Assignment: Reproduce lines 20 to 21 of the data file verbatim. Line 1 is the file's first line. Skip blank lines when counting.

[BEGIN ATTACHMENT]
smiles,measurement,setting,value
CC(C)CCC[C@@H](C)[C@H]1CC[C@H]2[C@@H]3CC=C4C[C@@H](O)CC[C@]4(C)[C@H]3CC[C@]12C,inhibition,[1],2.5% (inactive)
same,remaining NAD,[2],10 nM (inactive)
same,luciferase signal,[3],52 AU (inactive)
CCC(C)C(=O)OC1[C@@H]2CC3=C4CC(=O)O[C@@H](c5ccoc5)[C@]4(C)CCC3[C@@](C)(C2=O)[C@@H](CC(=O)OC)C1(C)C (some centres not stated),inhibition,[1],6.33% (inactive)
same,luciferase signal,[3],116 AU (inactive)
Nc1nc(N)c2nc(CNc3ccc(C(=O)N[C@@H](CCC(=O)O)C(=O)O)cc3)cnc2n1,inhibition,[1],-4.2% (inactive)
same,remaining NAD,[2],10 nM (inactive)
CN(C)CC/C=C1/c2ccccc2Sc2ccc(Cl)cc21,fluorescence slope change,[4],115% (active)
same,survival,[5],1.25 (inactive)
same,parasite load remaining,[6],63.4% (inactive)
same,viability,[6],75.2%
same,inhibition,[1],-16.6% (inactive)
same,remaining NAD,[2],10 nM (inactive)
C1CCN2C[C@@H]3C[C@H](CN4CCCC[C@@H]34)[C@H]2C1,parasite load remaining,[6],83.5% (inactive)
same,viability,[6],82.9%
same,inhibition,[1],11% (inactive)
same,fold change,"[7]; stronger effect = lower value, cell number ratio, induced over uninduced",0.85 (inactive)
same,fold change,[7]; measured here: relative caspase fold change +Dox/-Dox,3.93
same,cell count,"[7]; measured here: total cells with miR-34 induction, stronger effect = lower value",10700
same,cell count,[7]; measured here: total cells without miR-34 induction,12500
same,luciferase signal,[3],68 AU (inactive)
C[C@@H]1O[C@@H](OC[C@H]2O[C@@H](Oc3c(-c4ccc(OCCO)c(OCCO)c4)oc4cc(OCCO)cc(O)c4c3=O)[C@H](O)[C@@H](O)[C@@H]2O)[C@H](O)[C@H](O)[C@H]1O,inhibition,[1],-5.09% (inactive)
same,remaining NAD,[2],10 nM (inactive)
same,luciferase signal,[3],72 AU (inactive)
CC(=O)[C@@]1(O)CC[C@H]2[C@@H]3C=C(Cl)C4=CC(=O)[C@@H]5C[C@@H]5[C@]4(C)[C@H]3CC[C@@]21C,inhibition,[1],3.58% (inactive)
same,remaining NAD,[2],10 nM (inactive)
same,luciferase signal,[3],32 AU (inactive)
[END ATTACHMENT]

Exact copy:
same,cell count,"[7]; measured here: total cells with miR-34 induction, stronger effect = lower value",10700
same,cell count,[7]; measured here: total cells without miR-34 induction,12500